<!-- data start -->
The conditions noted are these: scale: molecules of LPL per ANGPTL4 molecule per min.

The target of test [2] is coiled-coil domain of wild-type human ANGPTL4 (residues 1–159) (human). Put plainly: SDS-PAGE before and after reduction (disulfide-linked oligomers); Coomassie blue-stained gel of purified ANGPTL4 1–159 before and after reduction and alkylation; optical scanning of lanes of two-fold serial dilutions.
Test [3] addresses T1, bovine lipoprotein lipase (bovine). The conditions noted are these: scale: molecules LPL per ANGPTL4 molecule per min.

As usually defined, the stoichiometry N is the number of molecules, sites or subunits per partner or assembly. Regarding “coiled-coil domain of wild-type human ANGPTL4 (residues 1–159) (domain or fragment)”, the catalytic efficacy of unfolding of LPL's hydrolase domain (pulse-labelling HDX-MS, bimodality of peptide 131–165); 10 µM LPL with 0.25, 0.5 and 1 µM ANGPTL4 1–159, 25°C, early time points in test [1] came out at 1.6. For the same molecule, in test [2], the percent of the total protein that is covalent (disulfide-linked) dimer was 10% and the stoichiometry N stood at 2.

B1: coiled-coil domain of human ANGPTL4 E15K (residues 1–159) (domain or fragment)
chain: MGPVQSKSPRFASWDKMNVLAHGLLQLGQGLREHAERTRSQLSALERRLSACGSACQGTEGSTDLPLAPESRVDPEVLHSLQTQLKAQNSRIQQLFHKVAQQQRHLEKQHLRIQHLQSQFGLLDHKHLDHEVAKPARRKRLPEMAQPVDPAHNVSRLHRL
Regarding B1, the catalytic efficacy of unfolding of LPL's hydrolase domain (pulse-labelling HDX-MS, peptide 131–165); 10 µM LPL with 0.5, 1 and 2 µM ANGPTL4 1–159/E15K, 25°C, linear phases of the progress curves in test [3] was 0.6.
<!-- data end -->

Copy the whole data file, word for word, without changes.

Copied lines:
The conditions noted are these: scale: molecules of LPL per ANGPTL4 molecule per min.

The target of test [2] is coiled-coil domain of wild-type human ANGPTL4 (residues 1–159) (human). Put plainly: SDS-PAGE before and after reduction (disulfide-linked oligomers); Coomassie blue-stained gel of purified ANGPTL4 1–159 before and after reduction and alkylation; optical scanning of lanes of two-fold serial dilutions.
Test [3] addresses T1, bovine lipoprotein lipase (bovine). The conditions noted are these: scale: molecules LPL per ANGPTL4 molecule per min.

As usually defined, the stoichiometry N is the number of molecules, sites or subunits per partner or assembly. Regarding “coiled-coil domain of wild-type human ANGPTL4 (residues 1–159) (domain or fragment)”, the catalytic efficacy of unfolding of LPL's hydrolase domain (pulse-labelling HDX-MS, bimodality of peptide 131–165); 10 µM LPL with 0.25, 0.5 and 1 µM ANGPTL4 1–159, 25°C, early time points in test [1] came out at 1.6. For the same molecule, in test [2], the percent of the total protein that is covalent (disulfide-linked) dimer was 10% and the stoichiometry N stood at 2.

B1: coiled-coil domain of human ANGPTL4 E15K (residues 1–159) (domain or fragment)
chain: MGPVQSKSPRFASWDKMNVLAHGLLQLGQGLREHAERTRSQLSALERRLSACGSACQGTEGSTDLPLAPESRVDPEVLHSLQTQLKAQNSRIQQLFHKVAQQQRHLEKQHLRIQHLQSQFGLLDHKHLDHEVAKPARRKRLPEMAQPVDPAHNVSRLHRL
Regarding B1, the catalytic efficacy of unfolding of LPL's hydrolase domain (pulse-labelling HDX-MS, peptide 131–165); 10 µM LPL with 0.5, 1 and 2 µM ANGPTL4 1–159/E15K, 25°C, linear phases of the progress curves in test [3] was 0.6.